Tool Integration

Tool integration is a key ingredient of runtime tracing. It allows the tool to communicate at runtime with the FlowTracer server in order to describe the list of its inputs and its outputs.

There are several integration techniques, differing in terms of the effort and accuracy.

Regardless of the technique, the end result is always the same: enable the integrated tool to communicate its I/O behavior to FlowTracer. A good tool integration is the key for an optimal flow development.

The following table compares the available techniques:

Technique Features Effort
Interception Non-intrusive, system level operation (library based). Available on a limited number of platforms. Often detects more files than the users care for. Requires no effort on the part of the end user or administrator.
Instrumentation The best option for those who have access to a tool's source code. Maximum accuracy and low overhead. Requires some knowledge of the behavior of the tool. Superior to encapsulation. Requires access to tool's source. Most commonly used with scripts rather than with binaries.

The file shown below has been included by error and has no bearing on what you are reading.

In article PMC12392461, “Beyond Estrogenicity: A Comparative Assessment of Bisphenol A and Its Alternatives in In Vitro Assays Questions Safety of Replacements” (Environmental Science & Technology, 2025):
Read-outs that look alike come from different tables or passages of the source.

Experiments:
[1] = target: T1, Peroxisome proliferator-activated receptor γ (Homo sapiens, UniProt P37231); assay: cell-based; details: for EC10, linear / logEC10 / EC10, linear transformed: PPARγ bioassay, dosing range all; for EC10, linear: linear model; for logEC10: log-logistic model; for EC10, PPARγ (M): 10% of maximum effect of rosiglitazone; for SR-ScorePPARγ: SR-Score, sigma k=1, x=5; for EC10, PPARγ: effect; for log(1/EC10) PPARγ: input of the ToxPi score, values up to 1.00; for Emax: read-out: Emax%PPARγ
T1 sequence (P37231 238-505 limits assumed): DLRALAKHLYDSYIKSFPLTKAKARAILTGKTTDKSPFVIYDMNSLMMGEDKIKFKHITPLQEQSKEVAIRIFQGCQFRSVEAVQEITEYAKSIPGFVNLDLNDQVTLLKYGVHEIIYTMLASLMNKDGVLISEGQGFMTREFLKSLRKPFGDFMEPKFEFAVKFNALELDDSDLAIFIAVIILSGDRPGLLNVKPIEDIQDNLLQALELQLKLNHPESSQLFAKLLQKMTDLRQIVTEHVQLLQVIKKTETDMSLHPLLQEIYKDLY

Encapsulation Powerful because it does not require any modification of the tool. Also called black-box instrumentation. Requires the writing of a separate encapsulation script, one for each tool. The effort depends on tool. As little as a few minutes, typically a few hours per tool.
Encapsulation On-the-Fly Conceptually the same as encapsulation, except that the capsule code is embedded into the Flow description file, instead of being in a separate file. Useful for commands that defy encapsulation, and for simple input/output relationships. Attractive because it keeps all flow information in a single place.

Practical Considerations for Tool Integration

  • It is possible to build useful flows without any integration. Refer to Task Oriented Flows section for more information.
  • Interception with vrt is very powerful as a discovery tool, but it is somewhat risky in production flows due to the deep level of interaction with the tool. Interception reveals a lot of dependencies, many of which, although true, may be uninteresting in most cases, such as the dependencies with all files in the Perl or Python libraries. This then requires a cleanup using the exclude.tcl file mechanism.
  • A simple encapsulation, meaning one that lists a few of the obvious inputs and outputs, can go a long way. You can quickly arrive at a useful flow, and later you can go back and improve the accuracy of the dependencies by either enabling interception or by enhancing the capsule.

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